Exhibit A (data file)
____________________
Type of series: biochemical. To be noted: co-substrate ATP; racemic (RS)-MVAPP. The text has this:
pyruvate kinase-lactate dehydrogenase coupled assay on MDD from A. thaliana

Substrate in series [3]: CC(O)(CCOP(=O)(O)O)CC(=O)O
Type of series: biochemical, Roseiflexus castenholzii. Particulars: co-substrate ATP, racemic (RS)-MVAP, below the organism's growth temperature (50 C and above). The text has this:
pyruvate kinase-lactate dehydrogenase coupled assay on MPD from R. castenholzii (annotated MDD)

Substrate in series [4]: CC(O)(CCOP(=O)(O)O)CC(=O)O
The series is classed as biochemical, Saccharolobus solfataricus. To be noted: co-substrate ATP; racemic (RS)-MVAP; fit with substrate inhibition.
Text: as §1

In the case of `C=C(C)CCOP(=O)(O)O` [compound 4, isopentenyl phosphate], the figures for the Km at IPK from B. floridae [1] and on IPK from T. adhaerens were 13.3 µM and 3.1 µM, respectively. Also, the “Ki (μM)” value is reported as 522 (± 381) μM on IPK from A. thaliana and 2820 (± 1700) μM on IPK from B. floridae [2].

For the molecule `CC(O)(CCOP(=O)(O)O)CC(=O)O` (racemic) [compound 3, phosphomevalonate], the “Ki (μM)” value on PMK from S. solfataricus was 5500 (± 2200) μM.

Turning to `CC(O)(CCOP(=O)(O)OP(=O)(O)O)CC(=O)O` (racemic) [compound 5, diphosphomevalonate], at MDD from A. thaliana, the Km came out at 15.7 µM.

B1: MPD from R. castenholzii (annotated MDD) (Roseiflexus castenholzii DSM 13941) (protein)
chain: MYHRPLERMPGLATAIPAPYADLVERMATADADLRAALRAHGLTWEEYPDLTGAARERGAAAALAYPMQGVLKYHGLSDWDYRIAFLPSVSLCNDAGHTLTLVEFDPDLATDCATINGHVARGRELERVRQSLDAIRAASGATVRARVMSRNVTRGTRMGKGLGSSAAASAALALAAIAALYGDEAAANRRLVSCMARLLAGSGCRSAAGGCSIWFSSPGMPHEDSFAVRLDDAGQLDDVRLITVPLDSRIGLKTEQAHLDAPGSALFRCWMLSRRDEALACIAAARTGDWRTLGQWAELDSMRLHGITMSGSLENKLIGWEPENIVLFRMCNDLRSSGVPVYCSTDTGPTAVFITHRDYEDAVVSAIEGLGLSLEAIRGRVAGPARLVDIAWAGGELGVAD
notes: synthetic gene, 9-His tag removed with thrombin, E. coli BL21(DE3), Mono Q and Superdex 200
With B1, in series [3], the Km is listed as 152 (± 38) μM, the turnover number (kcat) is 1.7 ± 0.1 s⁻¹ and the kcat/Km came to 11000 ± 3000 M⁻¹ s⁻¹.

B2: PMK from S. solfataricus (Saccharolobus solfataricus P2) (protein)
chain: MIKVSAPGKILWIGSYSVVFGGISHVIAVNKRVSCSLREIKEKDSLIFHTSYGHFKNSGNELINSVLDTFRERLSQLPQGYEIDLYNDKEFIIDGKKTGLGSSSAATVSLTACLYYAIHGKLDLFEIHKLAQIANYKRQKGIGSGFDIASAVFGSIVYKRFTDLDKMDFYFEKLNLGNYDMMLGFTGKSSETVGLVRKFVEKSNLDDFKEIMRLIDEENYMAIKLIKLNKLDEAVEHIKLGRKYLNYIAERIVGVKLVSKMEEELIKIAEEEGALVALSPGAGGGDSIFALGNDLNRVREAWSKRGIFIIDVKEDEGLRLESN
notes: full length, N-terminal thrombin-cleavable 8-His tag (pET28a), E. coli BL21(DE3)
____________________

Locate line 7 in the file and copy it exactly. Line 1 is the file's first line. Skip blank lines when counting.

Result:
The series is classed as biochemical, Saccharolobus solfataricus. To be noted: co-substrate ATP; racemic (RS)-MVAP; fit with substrate inhibition.